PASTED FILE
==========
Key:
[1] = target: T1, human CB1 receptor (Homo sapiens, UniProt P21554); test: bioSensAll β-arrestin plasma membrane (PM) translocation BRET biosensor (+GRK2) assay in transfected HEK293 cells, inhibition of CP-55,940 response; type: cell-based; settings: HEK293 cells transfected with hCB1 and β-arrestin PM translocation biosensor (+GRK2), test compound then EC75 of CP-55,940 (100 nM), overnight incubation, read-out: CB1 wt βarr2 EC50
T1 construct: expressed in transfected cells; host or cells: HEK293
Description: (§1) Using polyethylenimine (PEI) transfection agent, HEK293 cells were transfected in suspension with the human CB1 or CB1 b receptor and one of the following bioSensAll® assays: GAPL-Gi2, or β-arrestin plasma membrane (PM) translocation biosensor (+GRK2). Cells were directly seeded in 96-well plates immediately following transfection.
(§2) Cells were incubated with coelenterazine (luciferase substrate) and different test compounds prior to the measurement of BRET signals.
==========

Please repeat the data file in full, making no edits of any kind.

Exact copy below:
Key:
[1] = target: T1, human CB1 receptor (Homo sapiens, UniProt P21554); test: bioSensAll β-arrestin plasma membrane (PM) translocation BRET biosensor (+GRK2) assay in transfected HEK293 cells, inhibition of CP-55,940 response; type: cell-based; settings: HEK293 cells transfected with hCB1 and β-arrestin PM translocation biosensor (+GRK2), test compound then EC75 of CP-55,940 (100 nM), overnight incubation, read-out: CB1 wt βarr2 EC50
T1 construct: expressed in transfected cells; host or cells: HEK293
Description: (§1) Using polyethylenimine (PEI) transfection agent, HEK293 cells were transfected in suspension with the human CB1 or CB1 b receptor and one of the following bioSensAll® assays: GAPL-Gi2, or β-arrestin plasma membrane (PM) translocation biosensor (+GRK2). Cells were directly seeded in 96-well plates immediately following transfection.
(§2) Cells were incubated with coelenterazine (luciferase substrate) and different test compounds prior to the measurement of BRET signals.